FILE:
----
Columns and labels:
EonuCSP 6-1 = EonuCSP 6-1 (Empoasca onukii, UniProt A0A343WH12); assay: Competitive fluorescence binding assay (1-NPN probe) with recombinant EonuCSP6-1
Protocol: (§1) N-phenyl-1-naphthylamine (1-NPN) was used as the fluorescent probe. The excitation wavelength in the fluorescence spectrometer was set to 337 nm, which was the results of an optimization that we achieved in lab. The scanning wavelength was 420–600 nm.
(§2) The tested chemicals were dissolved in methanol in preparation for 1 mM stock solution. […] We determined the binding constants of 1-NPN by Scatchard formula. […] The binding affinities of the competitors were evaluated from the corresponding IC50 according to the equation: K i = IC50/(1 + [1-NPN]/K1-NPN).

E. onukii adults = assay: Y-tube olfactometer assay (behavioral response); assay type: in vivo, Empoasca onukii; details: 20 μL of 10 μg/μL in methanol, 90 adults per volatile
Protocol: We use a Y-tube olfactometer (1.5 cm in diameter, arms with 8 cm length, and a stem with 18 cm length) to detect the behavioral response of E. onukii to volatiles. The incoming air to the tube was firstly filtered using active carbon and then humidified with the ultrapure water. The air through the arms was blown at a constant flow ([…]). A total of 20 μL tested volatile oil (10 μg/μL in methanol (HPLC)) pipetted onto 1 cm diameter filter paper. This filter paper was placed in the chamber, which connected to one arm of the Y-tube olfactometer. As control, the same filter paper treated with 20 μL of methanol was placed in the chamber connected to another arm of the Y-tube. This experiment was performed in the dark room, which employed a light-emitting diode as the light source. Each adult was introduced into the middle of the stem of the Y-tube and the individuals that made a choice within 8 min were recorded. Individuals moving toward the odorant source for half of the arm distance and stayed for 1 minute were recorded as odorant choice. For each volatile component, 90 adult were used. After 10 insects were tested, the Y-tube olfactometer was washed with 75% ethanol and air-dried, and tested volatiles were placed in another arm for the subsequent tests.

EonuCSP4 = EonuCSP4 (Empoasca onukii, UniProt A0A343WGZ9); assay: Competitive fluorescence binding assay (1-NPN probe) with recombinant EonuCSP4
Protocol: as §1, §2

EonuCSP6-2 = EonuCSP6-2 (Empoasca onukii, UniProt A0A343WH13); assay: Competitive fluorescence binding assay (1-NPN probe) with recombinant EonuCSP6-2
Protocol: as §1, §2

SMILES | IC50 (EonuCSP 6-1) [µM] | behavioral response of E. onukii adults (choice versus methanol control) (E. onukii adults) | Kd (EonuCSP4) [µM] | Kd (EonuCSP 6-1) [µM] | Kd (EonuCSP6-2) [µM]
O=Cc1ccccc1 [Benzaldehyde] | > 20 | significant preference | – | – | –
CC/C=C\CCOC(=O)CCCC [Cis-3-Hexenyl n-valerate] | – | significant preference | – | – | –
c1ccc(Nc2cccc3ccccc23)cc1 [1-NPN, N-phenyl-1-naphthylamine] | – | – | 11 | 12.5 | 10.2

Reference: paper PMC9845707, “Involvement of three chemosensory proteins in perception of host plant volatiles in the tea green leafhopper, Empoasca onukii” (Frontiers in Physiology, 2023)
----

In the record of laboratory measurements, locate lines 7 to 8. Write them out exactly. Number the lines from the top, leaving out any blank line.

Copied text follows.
EonuCSP4 = EonuCSP4 (Empoasca onukii, UniProt A0A343WGZ9); assay: Competitive fluorescence binding assay (1-NPN probe) with recombinant EonuCSP4
Protocol: as §1, §2